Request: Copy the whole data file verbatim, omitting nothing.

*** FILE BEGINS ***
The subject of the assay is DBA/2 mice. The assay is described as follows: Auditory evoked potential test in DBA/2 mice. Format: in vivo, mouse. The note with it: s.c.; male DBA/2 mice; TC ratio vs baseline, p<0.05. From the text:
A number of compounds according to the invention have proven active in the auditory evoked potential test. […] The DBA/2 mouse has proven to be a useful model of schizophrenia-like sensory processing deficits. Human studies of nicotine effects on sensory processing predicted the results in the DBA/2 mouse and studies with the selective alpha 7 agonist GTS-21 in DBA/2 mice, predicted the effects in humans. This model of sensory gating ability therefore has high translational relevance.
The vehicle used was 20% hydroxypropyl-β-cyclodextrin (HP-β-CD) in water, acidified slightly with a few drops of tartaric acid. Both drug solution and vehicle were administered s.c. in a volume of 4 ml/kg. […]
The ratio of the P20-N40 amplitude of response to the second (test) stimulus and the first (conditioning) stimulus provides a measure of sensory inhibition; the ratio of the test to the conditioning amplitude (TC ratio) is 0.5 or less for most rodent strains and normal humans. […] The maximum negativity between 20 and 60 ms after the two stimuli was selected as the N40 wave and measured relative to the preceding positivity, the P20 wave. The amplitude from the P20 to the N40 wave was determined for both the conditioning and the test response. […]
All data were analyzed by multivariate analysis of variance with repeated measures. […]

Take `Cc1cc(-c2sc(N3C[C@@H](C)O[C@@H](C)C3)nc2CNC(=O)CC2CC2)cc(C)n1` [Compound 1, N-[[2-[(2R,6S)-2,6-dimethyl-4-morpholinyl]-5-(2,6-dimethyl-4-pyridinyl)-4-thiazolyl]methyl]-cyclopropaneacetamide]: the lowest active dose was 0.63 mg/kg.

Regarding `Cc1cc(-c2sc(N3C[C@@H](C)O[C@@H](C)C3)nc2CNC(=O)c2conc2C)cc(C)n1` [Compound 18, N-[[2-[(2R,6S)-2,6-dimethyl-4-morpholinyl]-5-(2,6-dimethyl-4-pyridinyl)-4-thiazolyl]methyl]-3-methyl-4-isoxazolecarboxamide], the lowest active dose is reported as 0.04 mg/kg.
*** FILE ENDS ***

The subject of the assay is DBA/2 mice. The assay is described as follows: Auditory evoked potential test in DBA/2 mice. Format: in vivo, mouse. The note with it: s.c.; male DBA/2 mice; TC ratio vs baseline, p<0.05. From the text:
A number of compounds according to the invention have proven active in the auditory evoked potential test. […] The DBA/2 mouse has proven to be a useful model of schizophrenia-like sensory processing deficits. Human studies of nicotine effects on sensory processing predicted the results in the DBA/2 mouse and studies with the selective alpha 7 agonist GTS-21 in DBA/2 mice, predicted the effects in humans. This model of sensory gating ability therefore has high translational relevance.
The vehicle used was 20% hydroxypropyl-β-cyclodextrin (HP-β-CD) in water, acidified slightly with a few drops of tartaric acid. Both drug solution and vehicle were administered s.c. in a volume of 4 ml/kg. […]
The ratio of the P20-N40 amplitude of response to the second (test) stimulus and the first (conditioning) stimulus provides a measure of sensory inhibition; the ratio of the test to the conditioning amplitude (TC ratio) is 0.5 or less for most rodent strains and normal humans. […] The maximum negativity between 20 and 60 ms after the two stimuli was selected as the N40 wave and measured relative to the preceding positivity, the P20 wave. The amplitude from the P20 to the N40 wave was determined for both the conditioning and the test response. […]
All data were analyzed by multivariate analysis of variance with repeated measures. […]

Take `Cc1cc(-c2sc(N3C[C@@H](C)O[C@@H](C)C3)nc2CNC(=O)CC2CC2)cc(C)n1` [Compound 1, N-[[2-[(2R,6S)-2,6-dimethyl-4-morpholinyl]-5-(2,6-dimethyl-4-pyridinyl)-4-thiazolyl]methyl]-cyclopropaneacetamide]: the lowest active dose was 0.63 mg/kg.

Regarding `Cc1cc(-c2sc(N3C[C@@H](C)O[C@@H](C)C3)nc2CNC(=O)c2conc2C)cc(C)n1` [Compound 18, N-[[2-[(2R,6S)-2,6-dimethyl-4-morpholinyl]-5-(2,6-dimethyl-4-pyridinyl)-4-thiazolyl]methyl]-3-methyl-4-isoxazolecarboxamide], the lowest active dose is reported as 0.04 mg/kg.